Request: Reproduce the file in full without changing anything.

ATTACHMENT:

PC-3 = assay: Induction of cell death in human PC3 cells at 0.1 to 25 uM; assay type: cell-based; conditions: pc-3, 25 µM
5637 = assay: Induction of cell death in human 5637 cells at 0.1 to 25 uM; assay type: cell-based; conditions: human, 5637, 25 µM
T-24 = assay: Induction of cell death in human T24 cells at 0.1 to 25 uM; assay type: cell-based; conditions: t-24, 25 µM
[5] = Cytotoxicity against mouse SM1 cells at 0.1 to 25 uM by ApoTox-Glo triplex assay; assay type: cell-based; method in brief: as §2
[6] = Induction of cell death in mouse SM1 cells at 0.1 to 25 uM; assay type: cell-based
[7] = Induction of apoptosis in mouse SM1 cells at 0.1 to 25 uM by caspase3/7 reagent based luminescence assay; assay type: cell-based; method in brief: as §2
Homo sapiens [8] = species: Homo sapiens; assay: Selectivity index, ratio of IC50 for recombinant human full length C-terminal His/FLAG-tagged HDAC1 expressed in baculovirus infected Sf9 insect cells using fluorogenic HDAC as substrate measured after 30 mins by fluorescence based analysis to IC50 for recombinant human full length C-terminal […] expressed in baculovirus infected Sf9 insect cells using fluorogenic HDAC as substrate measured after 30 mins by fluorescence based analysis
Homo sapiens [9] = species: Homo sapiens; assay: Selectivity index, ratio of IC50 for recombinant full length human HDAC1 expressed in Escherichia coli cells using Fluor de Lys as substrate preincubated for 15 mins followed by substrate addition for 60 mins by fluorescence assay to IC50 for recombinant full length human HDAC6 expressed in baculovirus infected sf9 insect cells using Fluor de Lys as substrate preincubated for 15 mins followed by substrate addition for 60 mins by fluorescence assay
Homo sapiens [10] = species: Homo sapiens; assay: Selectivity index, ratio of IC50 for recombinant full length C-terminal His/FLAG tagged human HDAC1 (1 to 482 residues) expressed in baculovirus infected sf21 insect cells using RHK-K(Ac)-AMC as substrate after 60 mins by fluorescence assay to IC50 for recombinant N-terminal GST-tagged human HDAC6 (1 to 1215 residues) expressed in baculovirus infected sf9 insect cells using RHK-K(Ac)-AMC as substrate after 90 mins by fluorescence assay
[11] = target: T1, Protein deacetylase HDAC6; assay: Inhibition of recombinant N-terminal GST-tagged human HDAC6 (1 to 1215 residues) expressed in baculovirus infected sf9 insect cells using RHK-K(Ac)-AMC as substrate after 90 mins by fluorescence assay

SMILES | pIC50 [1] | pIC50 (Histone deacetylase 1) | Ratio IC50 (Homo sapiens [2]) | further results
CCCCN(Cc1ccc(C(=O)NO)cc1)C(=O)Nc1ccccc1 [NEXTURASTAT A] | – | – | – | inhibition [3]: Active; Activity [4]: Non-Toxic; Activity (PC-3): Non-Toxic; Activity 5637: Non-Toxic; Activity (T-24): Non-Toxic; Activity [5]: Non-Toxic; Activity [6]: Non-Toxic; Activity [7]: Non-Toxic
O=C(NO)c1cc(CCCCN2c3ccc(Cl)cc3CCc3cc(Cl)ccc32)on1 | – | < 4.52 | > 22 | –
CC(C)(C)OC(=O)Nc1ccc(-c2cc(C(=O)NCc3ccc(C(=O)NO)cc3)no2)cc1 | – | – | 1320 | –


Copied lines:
PC-3 = assay: Induction of cell death in human PC3 cells at 0.1 to 25 uM; assay type: cell-based; conditions: pc-3, 25 µM
5637 = assay: Induction of cell death in human 5637 cells at 0.1 to 25 uM; assay type: cell-based; conditions: human, 5637, 25 µM
T-24 = assay: Induction of cell death in human T24 cells at 0.1 to 25 uM; assay type: cell-based; conditions: t-24, 25 µM
[5] = Cytotoxicity against mouse SM1 cells at 0.1 to 25 uM by ApoTox-Glo triplex assay; assay type: cell-based; method in brief: as §2
[6] = Induction of cell death in mouse SM1 cells at 0.1 to 25 uM; assay type: cell-based
[7] = Induction of apoptosis in mouse SM1 cells at 0.1 to 25 uM by caspase3/7 reagent based luminescence assay; assay type: cell-based; method in brief: as §2
Homo sapiens [8] = species: Homo sapiens; assay: Selectivity index, ratio of IC50 for recombinant human full length C-terminal His/FLAG-tagged HDAC1 expressed in baculovirus infected Sf9 insect cells using fluorogenic HDAC as substrate measured after 30 mins by fluorescence based analysis to IC50 for recombinant human full length C-terminal […] expressed in baculovirus infected Sf9 insect cells using fluorogenic HDAC as substrate measured after 30 mins by fluorescence based analysis
Homo sapiens [9] = species: Homo sapiens; assay: Selectivity index, ratio of IC50 for recombinant full length human HDAC1 expressed in Escherichia coli cells using Fluor de Lys as substrate preincubated for 15 mins followed by substrate addition for 60 mins by fluorescence assay to IC50 for recombinant full length human HDAC6 expressed in baculovirus infected sf9 insect cells using Fluor de Lys as substrate preincubated for 15 mins followed by substrate addition for 60 mins by fluorescence assay
Homo sapiens [10] = species: Homo sapiens; assay: Selectivity index, ratio of IC50 for recombinant full length C-terminal His/FLAG tagged human HDAC1 (1 to 482 residues) expressed in baculovirus infected sf21 insect cells using RHK-K(Ac)-AMC as substrate after 60 mins by fluorescence assay to IC50 for recombinant N-terminal GST-tagged human HDAC6 (1 to 1215 residues) expressed in baculovirus infected sf9 insect cells using RHK-K(Ac)-AMC as substrate after 90 mins by fluorescence assay
[11] = target: T1, Protein deacetylase HDAC6; assay: Inhibition of recombinant N-terminal GST-tagged human HDAC6 (1 to 1215 residues) expressed in baculovirus infected sf9 insect cells using RHK-K(Ac)-AMC as substrate after 90 mins by fluorescence assay

SMILES | pIC50 [1] | pIC50 (Histone deacetylase 1) | Ratio IC50 (Homo sapiens [2]) | further results
CCCCN(Cc1ccc(C(=O)NO)cc1)C(=O)Nc1ccccc1 [NEXTURASTAT A] | – | – | – | inhibition [3]: Active; Activity [4]: Non-Toxic; Activity (PC-3): Non-Toxic; Activity 5637: Non-Toxic; Activity (T-24): Non-Toxic; Activity [5]: Non-Toxic; Activity [6]: Non-Toxic; Activity [7]: Non-Toxic
O=C(NO)c1cc(CCCCN2c3ccc(Cl)cc3CCc3cc(Cl)ccc32)on1 | – | < 4.52 | > 22 | –
CC(C)(C)OC(=O)Nc1ccc(-c2cc(C(=O)NCc3ccc(C(=O)NO)cc3)no2)cc1 | – | – | 1320 | –